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Friday, January 28, 2011

The Bridge of Peace...Review

About the book:
Love alone isn’t enough to overcome the obstacles between a man and a woman.

Lena Kauffman is a young Old Order Amish schoolteacher who has dealt all her life with attention raised by a noticeable birthmark on her cheek. Having learned to move past the stares and whispers, Lena channels her zest for living into her love of teaching. But tensions mount as she is challenged to work with a rebellious young man and deal with several crises at the schoolhouse that threaten her other students. Her lack of submission and the use of ideas that don’t line up with the Old Ways strengthen the school board’s case as they begin to believe that Lena is behind all the trouble.

One member of the school board, Grey Graber, feels trapped by his own stifling circumstances. His wife Elsie has shut him out of her life, and he doesn’t know how long he can continue to live as if nothing is wrong. As the two finally come to a place of working toward a better marriage, tragedy befalls their family.

Lena and Grey have been life-long friends but their relationship begins to crumble amidst unsettling deceptions, propelling each of them to finally face their own secrets. Can they both find a way past their losses and discover the strength to build a new bridge?

I really liked The Hope of Refuge and was anxious for this book, but will admit to being a little disappointed in it.  While I loved Lena and Grey, I felt the whole premise/plot was a bit of a stretch. I had a very hard time believing Dwayne's psychopathic character and how he was able to influence so many people against Lena. I also admit to not understanding Grey's relationship with Elsie and I was very, very annoyed that there were no repercussions/apologies forthcoming from Peter's parents.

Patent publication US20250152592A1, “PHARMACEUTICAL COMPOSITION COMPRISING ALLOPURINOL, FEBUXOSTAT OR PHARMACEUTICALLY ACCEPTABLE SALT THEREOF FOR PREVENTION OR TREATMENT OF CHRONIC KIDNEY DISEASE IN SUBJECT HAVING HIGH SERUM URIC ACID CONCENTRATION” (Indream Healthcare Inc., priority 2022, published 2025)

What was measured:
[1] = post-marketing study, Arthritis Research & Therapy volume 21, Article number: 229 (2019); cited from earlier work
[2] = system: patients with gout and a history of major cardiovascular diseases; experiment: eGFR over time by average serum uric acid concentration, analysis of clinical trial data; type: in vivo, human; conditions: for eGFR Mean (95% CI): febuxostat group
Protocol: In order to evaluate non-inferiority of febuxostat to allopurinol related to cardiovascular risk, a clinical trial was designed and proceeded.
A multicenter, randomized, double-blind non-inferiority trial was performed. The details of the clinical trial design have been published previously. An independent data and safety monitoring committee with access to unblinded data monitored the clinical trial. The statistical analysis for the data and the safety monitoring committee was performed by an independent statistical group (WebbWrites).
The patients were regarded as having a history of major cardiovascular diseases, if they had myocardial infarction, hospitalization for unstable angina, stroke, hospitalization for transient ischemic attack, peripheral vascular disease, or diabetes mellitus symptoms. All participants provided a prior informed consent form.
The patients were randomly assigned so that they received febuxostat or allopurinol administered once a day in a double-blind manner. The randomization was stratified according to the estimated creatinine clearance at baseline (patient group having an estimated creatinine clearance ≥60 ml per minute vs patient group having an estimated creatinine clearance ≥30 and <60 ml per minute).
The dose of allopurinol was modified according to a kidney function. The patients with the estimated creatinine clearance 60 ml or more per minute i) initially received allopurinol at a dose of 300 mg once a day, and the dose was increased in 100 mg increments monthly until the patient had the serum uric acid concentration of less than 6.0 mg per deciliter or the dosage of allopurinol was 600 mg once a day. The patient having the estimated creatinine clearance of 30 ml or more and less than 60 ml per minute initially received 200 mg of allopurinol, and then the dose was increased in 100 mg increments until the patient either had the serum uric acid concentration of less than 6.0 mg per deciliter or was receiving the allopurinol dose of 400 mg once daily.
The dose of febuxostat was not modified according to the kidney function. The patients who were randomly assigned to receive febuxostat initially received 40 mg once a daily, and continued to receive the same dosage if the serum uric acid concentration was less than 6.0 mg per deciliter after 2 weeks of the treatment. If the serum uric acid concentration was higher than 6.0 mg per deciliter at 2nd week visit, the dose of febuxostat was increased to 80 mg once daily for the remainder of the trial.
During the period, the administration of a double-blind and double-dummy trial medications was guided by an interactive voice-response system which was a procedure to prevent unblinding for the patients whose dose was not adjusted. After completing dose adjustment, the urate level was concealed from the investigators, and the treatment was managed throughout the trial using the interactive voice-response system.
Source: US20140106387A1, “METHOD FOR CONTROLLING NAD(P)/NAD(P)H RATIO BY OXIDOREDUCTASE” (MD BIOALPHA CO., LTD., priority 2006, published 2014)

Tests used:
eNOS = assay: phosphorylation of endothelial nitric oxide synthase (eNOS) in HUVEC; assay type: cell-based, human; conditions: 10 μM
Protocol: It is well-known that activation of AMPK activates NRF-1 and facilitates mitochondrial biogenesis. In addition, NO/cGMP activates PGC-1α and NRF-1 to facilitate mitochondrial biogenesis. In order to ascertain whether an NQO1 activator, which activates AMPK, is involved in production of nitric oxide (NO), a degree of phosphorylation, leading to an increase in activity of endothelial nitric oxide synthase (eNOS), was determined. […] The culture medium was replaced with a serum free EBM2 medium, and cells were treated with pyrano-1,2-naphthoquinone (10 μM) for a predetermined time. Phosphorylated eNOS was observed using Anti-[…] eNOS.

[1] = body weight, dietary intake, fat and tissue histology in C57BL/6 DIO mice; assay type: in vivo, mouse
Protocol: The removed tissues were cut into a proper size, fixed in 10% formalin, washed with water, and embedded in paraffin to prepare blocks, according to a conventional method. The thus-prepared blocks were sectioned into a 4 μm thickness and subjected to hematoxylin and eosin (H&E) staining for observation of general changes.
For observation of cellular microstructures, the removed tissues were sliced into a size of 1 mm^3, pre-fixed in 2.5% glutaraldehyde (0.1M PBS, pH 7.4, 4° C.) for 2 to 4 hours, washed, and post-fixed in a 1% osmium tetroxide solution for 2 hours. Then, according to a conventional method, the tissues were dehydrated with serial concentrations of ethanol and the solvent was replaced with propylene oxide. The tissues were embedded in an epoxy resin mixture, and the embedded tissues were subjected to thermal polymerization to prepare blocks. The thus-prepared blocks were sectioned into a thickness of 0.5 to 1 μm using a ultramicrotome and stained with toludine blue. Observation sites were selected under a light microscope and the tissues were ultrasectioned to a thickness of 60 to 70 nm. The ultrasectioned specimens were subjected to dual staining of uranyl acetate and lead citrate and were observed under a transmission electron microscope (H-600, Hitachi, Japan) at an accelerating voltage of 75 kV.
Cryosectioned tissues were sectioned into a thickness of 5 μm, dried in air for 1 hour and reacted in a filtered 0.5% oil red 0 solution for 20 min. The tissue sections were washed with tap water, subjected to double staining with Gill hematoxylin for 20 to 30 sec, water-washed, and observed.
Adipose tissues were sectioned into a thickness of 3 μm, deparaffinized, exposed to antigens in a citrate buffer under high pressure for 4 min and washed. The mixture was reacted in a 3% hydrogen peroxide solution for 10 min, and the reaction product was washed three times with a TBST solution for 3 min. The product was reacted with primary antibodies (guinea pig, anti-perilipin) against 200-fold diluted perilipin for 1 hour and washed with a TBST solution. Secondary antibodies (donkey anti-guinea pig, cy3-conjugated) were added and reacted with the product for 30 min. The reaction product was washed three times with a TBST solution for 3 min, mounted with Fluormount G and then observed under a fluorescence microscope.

Ada and Deborah return as do Ephraim and Cara who are dealing with Cara's struggles to accept the Amish way of life and abandon her Englischer ways.  Ada and Deborah finally figure out how to make Ada's House a successful business and Deborah begins to find healing after Mahlon's desertion.

The tone of this book is a bit more serious and there are certainly darker elements one does not normally associate with Amish fiction. Cindy Woodsmall has a wonderful way of showing the human side of people, regardless of faith or lifestyle. 

While not as good as The Hope of Refuge, I do look forward to the next one. 

This is the second book in the Ada's house series and it helps if you've read the first one, The Hope of Refuge.

Thanks to Waterbrook Multnomah for the opportunity to review this book.  You can learn more about Cindy Woodsmall here.  You can purchase your own copy here.

Read 1/11

* * *
3/5 Stars

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